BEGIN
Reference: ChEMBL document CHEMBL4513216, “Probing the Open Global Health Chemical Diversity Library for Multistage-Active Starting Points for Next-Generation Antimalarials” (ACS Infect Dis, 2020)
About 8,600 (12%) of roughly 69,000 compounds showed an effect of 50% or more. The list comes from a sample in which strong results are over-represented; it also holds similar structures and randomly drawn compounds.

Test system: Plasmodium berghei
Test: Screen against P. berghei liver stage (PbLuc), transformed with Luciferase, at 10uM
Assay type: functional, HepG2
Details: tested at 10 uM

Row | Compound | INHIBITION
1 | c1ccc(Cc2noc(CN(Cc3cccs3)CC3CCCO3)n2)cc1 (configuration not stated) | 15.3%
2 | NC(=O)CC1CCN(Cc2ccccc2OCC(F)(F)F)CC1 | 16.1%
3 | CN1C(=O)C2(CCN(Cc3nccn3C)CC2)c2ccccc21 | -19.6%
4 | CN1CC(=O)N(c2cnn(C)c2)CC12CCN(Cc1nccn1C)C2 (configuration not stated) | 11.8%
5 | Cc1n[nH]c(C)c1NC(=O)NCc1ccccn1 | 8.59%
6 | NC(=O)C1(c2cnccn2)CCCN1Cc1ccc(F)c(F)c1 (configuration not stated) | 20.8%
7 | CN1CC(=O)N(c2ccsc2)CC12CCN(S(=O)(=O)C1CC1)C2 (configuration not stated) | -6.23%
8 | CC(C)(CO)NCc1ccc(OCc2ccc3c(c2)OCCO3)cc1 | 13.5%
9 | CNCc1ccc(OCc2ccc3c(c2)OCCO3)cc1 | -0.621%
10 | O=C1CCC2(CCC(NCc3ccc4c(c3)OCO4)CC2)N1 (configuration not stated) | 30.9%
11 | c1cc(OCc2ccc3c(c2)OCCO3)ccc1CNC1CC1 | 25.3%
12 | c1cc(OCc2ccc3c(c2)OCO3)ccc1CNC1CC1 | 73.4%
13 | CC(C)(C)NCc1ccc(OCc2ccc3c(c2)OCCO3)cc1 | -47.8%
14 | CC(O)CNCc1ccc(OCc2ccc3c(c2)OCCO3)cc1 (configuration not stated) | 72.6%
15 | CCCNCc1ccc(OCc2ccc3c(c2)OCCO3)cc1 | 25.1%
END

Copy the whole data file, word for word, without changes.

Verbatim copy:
Reference: ChEMBL document CHEMBL4513216, “Probing the Open Global Health Chemical Diversity Library for Multistage-Active Starting Points for Next-Generation Antimalarials” (ACS Infect Dis, 2020)
About 8,600 (12%) of roughly 69,000 compounds showed an effect of 50% or more. The list comes from a sample in which strong results are over-represented; it also holds similar structures and randomly drawn compounds.

Test system: Plasmodium berghei
Test: Screen against P. berghei liver stage (PbLuc), transformed with Luciferase, at 10uM
Assay type: functional, HepG2
Details: tested at 10 uM

Row | Compound | INHIBITION
1 | c1ccc(Cc2noc(CN(Cc3cccs3)CC3CCCO3)n2)cc1 (configuration not stated) | 15.3%
2 | NC(=O)CC1CCN(Cc2ccccc2OCC(F)(F)F)CC1 | 16.1%
3 | CN1C(=O)C2(CCN(Cc3nccn3C)CC2)c2ccccc21 | -19.6%
4 | CN1CC(=O)N(c2cnn(C)c2)CC12CCN(Cc1nccn1C)C2 (configuration not stated) | 11.8%
5 | Cc1n[nH]c(C)c1NC(=O)NCc1ccccn1 | 8.59%
6 | NC(=O)C1(c2cnccn2)CCCN1Cc1ccc(F)c(F)c1 (configuration not stated) | 20.8%
7 | CN1CC(=O)N(c2ccsc2)CC12CCN(S(=O)(=O)C1CC1)C2 (configuration not stated) | -6.23%
8 | CC(C)(CO)NCc1ccc(OCc2ccc3c(c2)OCCO3)cc1 | 13.5%
9 | CNCc1ccc(OCc2ccc3c(c2)OCCO3)cc1 | -0.621%
10 | O=C1CCC2(CCC(NCc3ccc4c(c3)OCO4)CC2)N1 (configuration not stated) | 30.9%
11 | c1cc(OCc2ccc3c(c2)OCCO3)ccc1CNC1CC1 | 25.3%
12 | c1cc(OCc2ccc3c(c2)OCO3)ccc1CNC1CC1 | 73.4%
13 | CC(C)(C)NCc1ccc(OCc2ccc3c(c2)OCCO3)cc1 | -47.8%
14 | CC(O)CNCc1ccc(OCc2ccc3c(c2)OCCO3)cc1 (configuration not stated) | 72.6%
15 | CCCNCc1ccc(OCc2ccc3c(c2)OCCO3)cc1 | 25.1%